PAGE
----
She also made the difficult decision to flee her home country. Now in exile, Thinzar has turned to one of the most potent weapons new generation activists have for their revolution: social media. Young Burmese are voracious users, despite military attempts to cut the service. She ensures the military's atrocities stay in the news through tweets and Facebook posts, collected from her sources still inside the country… and rallies the civil disobedience movement with Zoom speeches.
One of her weekly broadcasts supports a new front in the war for hearts and minds in Myanmar: spreading the word of recent defectors from the country's armed forces. They are coaxing others to join them in the resistance.
I was born inside the military. And I managed to defect and managed to change myself to become a human rights activist. So I truly believe our young generations could do that because the soldiers and the policemen, they have a good intention when they join the institution. It is just the system and the institution, who brainwash them, to become who they are right now.
Lin Htet Aung:
We stand firmly with the people. This logo honors the people and our commitment to support them in this revolution.
Lin Htet Aung was an army captain. But on the night of January 31st 2021, he realized his country, and his life, was about to change.
Lin Htet Aung:
We received an initial order the evening before that all battalions should be ready for something but we didn't know what for. At midnight I was informed by my fellow soldiers that a coup would be launched the next day. I knew that many people would be killed and tortured.
He defected in April and has created an organization called "People's Embrace" from his exile in Thailand, he uses his Facebook and Zoom to urge his former comrades to join his side.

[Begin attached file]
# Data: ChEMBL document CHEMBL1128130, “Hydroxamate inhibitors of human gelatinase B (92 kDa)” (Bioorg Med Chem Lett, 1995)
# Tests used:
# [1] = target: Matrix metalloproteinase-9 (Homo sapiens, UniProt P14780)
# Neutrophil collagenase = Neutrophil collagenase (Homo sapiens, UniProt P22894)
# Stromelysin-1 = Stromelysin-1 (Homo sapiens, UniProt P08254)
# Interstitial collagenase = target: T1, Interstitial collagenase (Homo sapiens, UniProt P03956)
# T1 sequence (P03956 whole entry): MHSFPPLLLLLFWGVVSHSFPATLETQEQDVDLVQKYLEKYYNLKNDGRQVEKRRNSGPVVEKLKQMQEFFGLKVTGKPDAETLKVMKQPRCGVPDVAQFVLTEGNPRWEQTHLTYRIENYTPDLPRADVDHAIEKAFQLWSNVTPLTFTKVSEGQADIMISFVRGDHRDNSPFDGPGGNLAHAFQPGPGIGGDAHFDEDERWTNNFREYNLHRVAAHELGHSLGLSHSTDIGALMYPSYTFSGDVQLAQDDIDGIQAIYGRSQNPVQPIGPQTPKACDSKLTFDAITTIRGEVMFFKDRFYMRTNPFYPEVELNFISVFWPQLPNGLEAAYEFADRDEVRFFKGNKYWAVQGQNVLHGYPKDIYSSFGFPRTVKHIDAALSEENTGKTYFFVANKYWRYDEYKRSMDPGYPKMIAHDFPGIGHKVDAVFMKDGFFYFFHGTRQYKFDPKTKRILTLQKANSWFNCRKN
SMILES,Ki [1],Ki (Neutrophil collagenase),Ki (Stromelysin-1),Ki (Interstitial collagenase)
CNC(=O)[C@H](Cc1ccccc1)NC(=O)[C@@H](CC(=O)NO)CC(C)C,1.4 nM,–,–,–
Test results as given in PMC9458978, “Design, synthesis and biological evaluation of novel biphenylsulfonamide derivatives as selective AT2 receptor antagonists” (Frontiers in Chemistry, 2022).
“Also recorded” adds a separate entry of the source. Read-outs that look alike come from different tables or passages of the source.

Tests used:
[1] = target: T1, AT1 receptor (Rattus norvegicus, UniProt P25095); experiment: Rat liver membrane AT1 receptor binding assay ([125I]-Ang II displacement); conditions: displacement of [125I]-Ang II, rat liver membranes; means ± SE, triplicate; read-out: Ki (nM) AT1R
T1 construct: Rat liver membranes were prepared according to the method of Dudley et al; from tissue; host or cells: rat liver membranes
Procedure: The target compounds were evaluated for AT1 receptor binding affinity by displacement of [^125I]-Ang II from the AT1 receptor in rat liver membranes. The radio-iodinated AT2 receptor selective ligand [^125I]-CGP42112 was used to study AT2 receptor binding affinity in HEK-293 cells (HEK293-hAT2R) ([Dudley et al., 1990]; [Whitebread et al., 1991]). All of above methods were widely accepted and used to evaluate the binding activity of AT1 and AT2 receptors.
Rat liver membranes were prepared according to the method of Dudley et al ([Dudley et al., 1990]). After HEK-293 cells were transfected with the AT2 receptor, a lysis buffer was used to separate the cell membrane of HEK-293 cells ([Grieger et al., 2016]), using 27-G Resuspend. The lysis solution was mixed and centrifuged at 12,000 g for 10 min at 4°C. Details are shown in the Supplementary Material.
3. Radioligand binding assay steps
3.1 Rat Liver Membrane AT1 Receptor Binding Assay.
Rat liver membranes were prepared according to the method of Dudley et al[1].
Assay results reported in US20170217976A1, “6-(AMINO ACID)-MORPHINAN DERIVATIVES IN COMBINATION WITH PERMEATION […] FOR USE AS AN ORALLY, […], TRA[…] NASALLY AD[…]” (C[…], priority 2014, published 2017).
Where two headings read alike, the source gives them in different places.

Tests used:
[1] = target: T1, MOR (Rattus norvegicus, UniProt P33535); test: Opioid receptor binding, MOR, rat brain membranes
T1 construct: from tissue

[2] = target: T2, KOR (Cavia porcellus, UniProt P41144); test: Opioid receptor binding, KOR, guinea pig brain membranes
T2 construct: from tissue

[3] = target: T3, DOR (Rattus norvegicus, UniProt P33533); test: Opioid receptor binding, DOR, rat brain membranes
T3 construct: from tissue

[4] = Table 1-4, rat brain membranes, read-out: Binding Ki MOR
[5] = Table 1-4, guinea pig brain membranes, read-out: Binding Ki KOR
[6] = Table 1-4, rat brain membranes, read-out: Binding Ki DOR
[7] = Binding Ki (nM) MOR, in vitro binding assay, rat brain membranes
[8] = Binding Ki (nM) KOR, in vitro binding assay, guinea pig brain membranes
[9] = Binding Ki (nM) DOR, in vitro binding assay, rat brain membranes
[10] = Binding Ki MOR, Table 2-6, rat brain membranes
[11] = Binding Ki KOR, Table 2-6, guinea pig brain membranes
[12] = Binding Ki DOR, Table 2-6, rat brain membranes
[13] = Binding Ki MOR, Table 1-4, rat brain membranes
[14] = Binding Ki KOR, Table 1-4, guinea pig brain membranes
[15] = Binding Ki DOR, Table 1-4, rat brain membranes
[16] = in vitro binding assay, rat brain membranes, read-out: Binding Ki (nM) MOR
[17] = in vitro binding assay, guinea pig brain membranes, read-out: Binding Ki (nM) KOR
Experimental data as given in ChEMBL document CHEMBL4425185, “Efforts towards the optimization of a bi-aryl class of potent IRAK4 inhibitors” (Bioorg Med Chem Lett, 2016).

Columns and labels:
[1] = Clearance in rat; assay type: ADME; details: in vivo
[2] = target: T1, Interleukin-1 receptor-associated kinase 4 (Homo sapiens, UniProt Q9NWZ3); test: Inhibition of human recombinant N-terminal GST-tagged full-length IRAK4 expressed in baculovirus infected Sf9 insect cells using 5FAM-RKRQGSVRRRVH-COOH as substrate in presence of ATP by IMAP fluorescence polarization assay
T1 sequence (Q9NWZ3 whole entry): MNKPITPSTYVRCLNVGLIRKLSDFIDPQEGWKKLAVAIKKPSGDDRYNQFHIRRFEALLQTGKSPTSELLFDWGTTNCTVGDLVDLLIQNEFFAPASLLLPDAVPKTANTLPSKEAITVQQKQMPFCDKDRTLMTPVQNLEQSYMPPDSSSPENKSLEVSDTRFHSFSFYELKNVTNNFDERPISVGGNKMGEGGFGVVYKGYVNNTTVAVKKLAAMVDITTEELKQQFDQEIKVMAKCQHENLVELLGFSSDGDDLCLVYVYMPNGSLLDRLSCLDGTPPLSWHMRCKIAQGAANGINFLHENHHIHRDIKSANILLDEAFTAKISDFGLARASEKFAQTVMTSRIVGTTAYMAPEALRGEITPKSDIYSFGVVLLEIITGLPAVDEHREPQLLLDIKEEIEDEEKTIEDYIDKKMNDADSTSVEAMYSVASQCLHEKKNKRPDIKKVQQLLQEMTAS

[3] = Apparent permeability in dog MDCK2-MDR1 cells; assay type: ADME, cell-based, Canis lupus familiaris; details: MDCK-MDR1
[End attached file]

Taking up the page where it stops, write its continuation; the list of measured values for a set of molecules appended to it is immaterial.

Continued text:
Gen-Z soldiers have their own morals and beliefs, gained during the years where our young democracy was flourishing in the country. I believe that a third of the military personnel share these same positions.
Lin Htet Aung is now partnering with political leaders also in exile to provide an underground railroad for defectors, to the free zone on the border between Myanmar and Thailand. While it is impossible to verify the numbers, he estimates 2.000 military and 6,000 police officers have joined him in the resistance over the past year. It is a precise process that starts when he is contacted by somebody who is ready to flee.
We have an initial interview by online meeting. We only bring them out to the liberated areas when we feel that this person is considered safe for our networks. But that doesn't mean that we have full trust in them. We go through all the available documents presented by them as well as background searches with the help of intelligence experts. We then closely watch these newcomers.
Even if the resistance accepts them, they won't be trusted to engage in combat. But, he says, they do still support the civilian militias, to big impact.